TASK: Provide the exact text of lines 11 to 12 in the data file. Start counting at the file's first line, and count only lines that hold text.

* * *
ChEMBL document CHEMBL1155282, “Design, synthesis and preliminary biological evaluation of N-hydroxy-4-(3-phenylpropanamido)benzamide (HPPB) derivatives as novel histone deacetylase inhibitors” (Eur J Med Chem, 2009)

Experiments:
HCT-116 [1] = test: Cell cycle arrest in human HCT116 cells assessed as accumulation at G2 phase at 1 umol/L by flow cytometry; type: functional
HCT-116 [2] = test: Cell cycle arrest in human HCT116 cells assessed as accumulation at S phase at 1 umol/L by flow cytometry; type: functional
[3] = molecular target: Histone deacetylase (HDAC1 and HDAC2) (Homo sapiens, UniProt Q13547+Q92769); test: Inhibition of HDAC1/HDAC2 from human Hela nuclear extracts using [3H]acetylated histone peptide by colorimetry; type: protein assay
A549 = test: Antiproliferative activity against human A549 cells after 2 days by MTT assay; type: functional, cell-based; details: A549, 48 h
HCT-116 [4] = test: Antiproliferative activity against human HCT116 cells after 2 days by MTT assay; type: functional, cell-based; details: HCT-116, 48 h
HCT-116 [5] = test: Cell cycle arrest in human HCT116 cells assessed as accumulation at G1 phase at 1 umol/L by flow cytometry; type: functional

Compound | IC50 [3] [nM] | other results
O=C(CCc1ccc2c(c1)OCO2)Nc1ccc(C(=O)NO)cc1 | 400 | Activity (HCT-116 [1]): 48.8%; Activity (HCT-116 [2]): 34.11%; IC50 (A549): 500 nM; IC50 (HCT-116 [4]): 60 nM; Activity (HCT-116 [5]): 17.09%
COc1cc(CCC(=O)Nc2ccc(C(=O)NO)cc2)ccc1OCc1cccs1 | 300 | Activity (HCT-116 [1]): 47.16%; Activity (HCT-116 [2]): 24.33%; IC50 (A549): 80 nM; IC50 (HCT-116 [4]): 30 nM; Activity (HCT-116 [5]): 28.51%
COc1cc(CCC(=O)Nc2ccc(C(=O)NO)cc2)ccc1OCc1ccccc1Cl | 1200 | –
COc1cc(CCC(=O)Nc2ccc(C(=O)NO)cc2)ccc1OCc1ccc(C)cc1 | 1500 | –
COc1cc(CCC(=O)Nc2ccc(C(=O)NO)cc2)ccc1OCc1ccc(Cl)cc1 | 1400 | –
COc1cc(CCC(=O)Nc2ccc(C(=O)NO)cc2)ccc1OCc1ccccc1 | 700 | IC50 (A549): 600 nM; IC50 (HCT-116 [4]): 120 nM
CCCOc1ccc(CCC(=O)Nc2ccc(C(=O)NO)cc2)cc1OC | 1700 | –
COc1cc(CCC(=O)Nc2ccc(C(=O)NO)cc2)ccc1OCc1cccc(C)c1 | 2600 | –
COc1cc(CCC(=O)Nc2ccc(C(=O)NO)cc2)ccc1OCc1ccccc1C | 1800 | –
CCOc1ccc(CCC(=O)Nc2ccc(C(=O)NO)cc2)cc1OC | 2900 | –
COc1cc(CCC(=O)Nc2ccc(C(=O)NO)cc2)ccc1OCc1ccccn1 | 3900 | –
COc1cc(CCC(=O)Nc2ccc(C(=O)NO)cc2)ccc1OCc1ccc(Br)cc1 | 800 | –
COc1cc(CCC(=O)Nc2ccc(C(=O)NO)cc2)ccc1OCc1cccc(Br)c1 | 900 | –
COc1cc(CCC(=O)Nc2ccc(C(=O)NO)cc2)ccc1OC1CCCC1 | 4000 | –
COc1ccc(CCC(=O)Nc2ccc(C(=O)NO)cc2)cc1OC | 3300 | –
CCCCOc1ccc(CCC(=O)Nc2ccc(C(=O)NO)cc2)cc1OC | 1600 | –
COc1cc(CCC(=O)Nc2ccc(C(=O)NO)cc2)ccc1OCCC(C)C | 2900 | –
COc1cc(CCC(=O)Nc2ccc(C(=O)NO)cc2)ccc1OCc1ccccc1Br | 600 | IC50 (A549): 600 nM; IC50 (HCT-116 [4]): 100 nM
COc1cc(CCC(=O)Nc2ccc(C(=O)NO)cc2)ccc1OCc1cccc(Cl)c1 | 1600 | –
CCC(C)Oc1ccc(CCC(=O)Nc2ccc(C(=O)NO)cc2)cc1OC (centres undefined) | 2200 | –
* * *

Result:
COc1cc(CCC(=O)Nc2ccc(C(=O)NO)cc2)ccc1OCc1cccs1 | 300 | Activity (HCT-116 [1]): 47.16%; Activity (HCT-116 [2]): 24.33%; IC50 (A549): 80 nM; IC50 (HCT-116 [4]): 30 nM; Activity (HCT-116 [5]): 28.51%
COc1cc(CCC(=O)Nc2ccc(C(=O)NO)cc2)ccc1OCc1ccccc1Cl | 1200 | –